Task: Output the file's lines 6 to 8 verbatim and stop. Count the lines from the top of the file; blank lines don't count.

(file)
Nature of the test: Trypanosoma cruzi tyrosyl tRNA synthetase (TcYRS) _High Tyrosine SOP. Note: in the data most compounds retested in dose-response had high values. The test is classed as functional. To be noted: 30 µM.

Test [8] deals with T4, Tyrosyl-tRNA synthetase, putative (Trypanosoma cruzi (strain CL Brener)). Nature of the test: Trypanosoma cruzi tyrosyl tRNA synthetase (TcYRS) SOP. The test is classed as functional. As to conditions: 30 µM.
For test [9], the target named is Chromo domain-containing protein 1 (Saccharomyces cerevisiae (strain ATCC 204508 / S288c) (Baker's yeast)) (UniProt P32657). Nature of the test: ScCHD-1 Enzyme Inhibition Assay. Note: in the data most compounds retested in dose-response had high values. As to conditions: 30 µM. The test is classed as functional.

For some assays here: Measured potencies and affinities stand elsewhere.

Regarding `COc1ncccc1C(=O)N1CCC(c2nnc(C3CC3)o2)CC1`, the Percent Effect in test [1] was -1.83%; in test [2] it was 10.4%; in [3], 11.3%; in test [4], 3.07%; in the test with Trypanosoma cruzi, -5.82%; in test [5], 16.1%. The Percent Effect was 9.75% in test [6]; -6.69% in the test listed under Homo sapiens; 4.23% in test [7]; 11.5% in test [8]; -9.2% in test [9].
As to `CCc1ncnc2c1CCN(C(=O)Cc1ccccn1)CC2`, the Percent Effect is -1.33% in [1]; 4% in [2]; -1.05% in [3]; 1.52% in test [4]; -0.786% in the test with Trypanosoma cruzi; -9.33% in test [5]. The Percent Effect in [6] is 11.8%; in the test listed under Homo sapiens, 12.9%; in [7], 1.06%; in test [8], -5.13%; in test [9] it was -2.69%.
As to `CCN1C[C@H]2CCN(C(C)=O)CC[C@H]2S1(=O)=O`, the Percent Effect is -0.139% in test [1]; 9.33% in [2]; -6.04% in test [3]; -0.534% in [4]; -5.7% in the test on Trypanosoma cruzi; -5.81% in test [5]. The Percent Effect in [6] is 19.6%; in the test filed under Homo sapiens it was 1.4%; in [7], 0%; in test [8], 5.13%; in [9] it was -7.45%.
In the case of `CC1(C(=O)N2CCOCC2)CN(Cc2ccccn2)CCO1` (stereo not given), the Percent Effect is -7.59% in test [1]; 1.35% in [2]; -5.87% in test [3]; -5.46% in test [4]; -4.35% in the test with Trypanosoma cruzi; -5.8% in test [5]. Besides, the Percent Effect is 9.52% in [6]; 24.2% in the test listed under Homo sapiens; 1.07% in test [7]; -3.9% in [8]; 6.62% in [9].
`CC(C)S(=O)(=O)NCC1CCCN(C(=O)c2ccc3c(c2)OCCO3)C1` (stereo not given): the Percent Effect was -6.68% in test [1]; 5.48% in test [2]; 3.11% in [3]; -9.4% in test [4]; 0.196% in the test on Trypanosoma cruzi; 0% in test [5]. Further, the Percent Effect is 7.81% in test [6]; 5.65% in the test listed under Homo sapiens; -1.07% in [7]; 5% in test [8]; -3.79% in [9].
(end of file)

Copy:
As to `CCc1ncnc2c1CCN(C(=O)Cc1ccccn1)CC2`, the Percent Effect is -1.33% in [1]; 4% in [2]; -1.05% in [3]; 1.52% in test [4]; -0.786% in the test with Trypanosoma cruzi; -9.33% in test [5]. The Percent Effect in [6] is 11.8%; in the test listed under Homo sapiens, 12.9%; in [7], 1.06%; in test [8], -5.13%; in test [9] it was -2.69%.
As to `CCN1C[C@H]2CCN(C(C)=O)CC[C@H]2S1(=O)=O`, the Percent Effect is -0.139% in test [1]; 9.33% in [2]; -6.04% in test [3]; -0.534% in [4]; -5.7% in the test on Trypanosoma cruzi; -5.81% in test [5]. The Percent Effect in [6] is 19.6%; in the test filed under Homo sapiens it was 1.4%; in [7], 0%; in test [8], 5.13%; in [9] it was -7.45%.
In the case of `CC1(C(=O)N2CCOCC2)CN(Cc2ccccn2)CCO1` (stereo not given), the Percent Effect is -7.59% in test [1]; 1.35% in [2]; -5.87% in test [3]; -5.46% in test [4]; -4.35% in the test with Trypanosoma cruzi; -5.8% in test [5]. Besides, the Percent Effect is 9.52% in [6]; 24.2% in the test listed under Homo sapiens; 1.07% in test [7]; -3.9% in [8]; 6.62% in [9].